My sustaining pledge to my local station lapsed when my credit card expired. I’ve been dragging my feet restarting it. This is one reason.

A few days ago, I posted a photo from the meeting described in this story. It was an amazing pic, in black-and-white, by a Minneapolis Star-Tribune shooter. It was actually of many of the same people in the picture with this story, actually, just better composed and in black-and-white. A few of my friends shared it, and the usual comments started, about liberal disdain for the honest working class, etc. etc. But how are you supposed to feel about this:

Reed Olson knew some members of his community would actively oppose his attempt as a Beltrami County commissioner to tell the world the county is a welcoming place for refugees.

But he didn’t anticipate the level of misinformation that would spread ahead of the vote last week rejecting refugee resettlement — an action that has led some to associate Bemidji and the rest of the county with racism and intolerance.

It isn’t clear who started the spread of misinformation about refugees in Beltrami County. One piece included a text message framed as a prayer and call to action.

“Prayer @ Action needed,” the message read, adding, “Possibly 100’s of Muslims!!”

I looked up Bemidji on a map. It’s way, way, way the hell up north in Minnesota. The idea of hundreds of Muslims relocating there is ludicrous, and even if it weren’t — how could the place not be improved by a few hundred new residents? It’s not like the ones there are reproducing.

Also, what the hell: Was someone stalking the Ukrainian ambassador with evil intent? This stupid country.

On to Thursday.

Posted at 9:10 pm in Current events | 78 Comments

Clean and sober.

I’m now approaching two weeks without alcohol, and the results so far are dispiriting.

I’m sleeping better, feeling better, and have lost a couple of pounds.

Every year I do this, my body edges closer to the all-out declaration that I should really quit drinking. And let me remind you: I am not a heavy drinker, or even a moderate one. I’ll have a glass of wine as I make dinner, and another one with the meal. When I go out, I generally stop at two if I’m driving, and rarely go over three. A friend’s son describes himself as a “three-beer queer,” apologies for the slur, but that describes me perfectly.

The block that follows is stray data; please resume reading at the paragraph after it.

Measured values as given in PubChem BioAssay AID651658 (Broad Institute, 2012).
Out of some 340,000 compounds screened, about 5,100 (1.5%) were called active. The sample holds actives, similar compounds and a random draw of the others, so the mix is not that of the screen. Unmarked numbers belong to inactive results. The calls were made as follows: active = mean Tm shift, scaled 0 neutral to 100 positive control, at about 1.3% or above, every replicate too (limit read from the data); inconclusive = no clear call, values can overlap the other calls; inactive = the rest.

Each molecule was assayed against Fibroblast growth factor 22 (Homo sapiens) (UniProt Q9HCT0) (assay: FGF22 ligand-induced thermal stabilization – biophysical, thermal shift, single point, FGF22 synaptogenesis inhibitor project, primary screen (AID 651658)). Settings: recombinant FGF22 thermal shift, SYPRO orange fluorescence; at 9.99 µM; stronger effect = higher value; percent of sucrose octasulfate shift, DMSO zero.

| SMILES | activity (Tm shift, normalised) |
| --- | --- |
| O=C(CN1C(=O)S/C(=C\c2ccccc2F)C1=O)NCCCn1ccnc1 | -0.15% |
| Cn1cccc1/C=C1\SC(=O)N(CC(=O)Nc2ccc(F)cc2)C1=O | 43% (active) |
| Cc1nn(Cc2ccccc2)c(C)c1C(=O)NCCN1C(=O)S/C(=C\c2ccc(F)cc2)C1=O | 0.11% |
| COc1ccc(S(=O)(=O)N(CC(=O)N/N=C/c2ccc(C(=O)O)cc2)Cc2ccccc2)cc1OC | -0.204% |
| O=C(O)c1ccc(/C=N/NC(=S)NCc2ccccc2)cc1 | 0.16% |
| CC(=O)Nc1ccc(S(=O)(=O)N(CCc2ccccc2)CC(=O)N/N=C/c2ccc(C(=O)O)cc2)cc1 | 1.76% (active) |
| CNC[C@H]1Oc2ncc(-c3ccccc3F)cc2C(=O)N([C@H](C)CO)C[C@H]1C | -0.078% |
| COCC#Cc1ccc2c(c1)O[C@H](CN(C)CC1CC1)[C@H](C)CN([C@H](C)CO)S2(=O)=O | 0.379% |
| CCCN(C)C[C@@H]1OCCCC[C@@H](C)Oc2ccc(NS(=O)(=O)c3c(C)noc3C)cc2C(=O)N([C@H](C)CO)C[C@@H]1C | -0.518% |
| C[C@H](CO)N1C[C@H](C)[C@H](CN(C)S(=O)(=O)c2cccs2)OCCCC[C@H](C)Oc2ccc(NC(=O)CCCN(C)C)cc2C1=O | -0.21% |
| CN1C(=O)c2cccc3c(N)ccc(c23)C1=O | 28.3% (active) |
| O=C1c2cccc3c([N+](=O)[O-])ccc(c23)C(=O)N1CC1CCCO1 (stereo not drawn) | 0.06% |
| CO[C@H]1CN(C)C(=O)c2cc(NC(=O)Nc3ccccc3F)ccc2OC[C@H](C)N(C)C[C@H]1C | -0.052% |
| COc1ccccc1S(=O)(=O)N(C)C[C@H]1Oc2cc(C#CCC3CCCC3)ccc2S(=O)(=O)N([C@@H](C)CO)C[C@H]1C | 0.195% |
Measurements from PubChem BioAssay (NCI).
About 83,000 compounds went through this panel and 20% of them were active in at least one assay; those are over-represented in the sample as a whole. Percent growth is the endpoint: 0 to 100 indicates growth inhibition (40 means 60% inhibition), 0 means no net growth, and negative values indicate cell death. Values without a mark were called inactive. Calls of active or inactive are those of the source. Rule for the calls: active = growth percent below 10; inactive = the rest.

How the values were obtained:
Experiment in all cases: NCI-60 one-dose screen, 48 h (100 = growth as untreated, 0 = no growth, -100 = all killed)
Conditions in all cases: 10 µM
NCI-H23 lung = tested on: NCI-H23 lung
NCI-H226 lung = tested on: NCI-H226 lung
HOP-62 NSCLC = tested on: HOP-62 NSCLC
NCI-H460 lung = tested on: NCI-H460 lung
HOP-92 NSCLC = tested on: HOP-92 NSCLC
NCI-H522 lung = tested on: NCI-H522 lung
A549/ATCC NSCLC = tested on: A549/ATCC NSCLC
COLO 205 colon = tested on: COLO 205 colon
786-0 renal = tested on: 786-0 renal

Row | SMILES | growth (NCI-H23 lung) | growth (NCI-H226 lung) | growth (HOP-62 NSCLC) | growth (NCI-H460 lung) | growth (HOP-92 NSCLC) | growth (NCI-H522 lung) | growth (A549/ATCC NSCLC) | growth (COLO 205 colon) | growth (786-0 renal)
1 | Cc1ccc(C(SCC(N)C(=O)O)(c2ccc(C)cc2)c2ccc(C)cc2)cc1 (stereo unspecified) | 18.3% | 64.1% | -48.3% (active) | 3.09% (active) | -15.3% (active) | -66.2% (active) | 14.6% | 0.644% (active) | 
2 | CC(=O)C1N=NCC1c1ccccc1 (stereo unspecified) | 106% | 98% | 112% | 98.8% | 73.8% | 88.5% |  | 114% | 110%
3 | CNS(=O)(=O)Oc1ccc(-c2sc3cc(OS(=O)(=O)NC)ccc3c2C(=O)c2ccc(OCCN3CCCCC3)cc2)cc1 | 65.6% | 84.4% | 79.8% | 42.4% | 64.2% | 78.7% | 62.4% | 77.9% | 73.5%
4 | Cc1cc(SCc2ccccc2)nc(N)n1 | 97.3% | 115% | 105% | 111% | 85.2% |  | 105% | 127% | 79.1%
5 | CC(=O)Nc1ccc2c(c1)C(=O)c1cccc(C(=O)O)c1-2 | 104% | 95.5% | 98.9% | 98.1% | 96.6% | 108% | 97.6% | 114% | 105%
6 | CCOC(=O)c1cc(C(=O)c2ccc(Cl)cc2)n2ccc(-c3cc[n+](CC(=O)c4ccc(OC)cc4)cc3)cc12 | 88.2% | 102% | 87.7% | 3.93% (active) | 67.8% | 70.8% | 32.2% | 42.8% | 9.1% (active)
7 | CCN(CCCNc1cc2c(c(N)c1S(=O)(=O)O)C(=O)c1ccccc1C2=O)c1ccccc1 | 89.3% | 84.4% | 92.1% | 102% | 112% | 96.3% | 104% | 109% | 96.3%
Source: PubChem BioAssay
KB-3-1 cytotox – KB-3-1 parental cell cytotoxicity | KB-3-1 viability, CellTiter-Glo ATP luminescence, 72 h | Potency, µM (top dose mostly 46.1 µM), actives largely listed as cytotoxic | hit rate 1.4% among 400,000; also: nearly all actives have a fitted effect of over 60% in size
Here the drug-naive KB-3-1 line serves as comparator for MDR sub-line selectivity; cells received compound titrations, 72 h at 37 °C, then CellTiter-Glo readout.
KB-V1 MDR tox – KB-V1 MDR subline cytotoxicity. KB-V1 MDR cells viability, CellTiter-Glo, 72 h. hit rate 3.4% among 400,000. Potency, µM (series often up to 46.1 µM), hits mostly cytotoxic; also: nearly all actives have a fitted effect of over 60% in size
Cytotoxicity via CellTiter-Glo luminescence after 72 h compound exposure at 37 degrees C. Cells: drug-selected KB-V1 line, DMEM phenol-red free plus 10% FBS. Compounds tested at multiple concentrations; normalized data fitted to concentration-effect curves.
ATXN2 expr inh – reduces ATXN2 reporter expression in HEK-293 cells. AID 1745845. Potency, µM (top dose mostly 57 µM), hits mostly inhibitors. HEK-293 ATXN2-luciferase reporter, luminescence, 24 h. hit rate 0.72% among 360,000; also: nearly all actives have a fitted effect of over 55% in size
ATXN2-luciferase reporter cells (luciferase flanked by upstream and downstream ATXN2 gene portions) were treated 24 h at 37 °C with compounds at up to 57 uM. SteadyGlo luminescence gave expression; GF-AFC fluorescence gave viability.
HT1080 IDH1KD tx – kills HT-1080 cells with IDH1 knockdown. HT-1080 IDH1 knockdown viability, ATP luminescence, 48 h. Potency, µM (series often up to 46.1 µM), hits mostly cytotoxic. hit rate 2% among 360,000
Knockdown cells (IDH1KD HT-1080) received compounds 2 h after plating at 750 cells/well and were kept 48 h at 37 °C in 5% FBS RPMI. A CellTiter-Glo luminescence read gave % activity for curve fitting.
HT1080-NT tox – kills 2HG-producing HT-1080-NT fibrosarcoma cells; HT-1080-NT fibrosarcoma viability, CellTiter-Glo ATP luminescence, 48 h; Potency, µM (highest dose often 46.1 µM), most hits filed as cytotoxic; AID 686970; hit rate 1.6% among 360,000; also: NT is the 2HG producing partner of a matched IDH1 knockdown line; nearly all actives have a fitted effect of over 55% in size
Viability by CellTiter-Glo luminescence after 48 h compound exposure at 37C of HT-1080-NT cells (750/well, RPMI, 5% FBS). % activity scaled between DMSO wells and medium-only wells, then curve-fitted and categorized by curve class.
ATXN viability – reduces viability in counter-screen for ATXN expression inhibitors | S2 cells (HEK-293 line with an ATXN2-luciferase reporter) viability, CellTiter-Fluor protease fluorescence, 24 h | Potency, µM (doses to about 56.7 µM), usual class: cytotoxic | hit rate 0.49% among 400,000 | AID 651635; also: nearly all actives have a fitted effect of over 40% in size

But there’s also this: I like to drink. Not to get drunk, mercy no, but for the feeling when a shitty day just ended and you schlep your tired ass to the bar and order something, it doesn’t matter what, and just realizing, as the glass is halfway down, that things have improved. The tension begins to drain away, your shoulders loosen and your mood lifts, even incrementally. You still have all your problems, of course, but they don’t seem so daunting. Everything will work out, like it always does. Noisy children are no longer a DRILL THROUGH YOUR SKULL, but just small people who are legit members of the human family. You have, dare I say it? Perspective.

Of course it doesn’t last. Everyone knows this. A couple years ago I had a long sit in a bar during Dry January, and a party came in for the bloody mary brunch — about six or eight young people doing what young people do on the weekends, i.e., not clean their houses or drive kids around or whatever. They were loud and happy, a condition that seemed to peak at the second round. After that, one or two got louder, one or two got quieter, the laughs were harsher, the conversation more repetitious. That’s booze for you.

Oh, well. Enjoy dry January if you’re doing it. After the first week it isn’t even all that hard. Lately I’ve been treating myself to a LaCroix with a shot of Pom Wonderful and maybe a squeeze of lime. Feels special without being sinful.

On to the bloggage, then.

Just one piece today, a story of how one Facebook group dedicated to trashing Michigan’s governor went off the rails. I hope you’re not feeling optimistic about the human race — I hope you’re not halfway through your drink — because I have some bummer juice to offer here: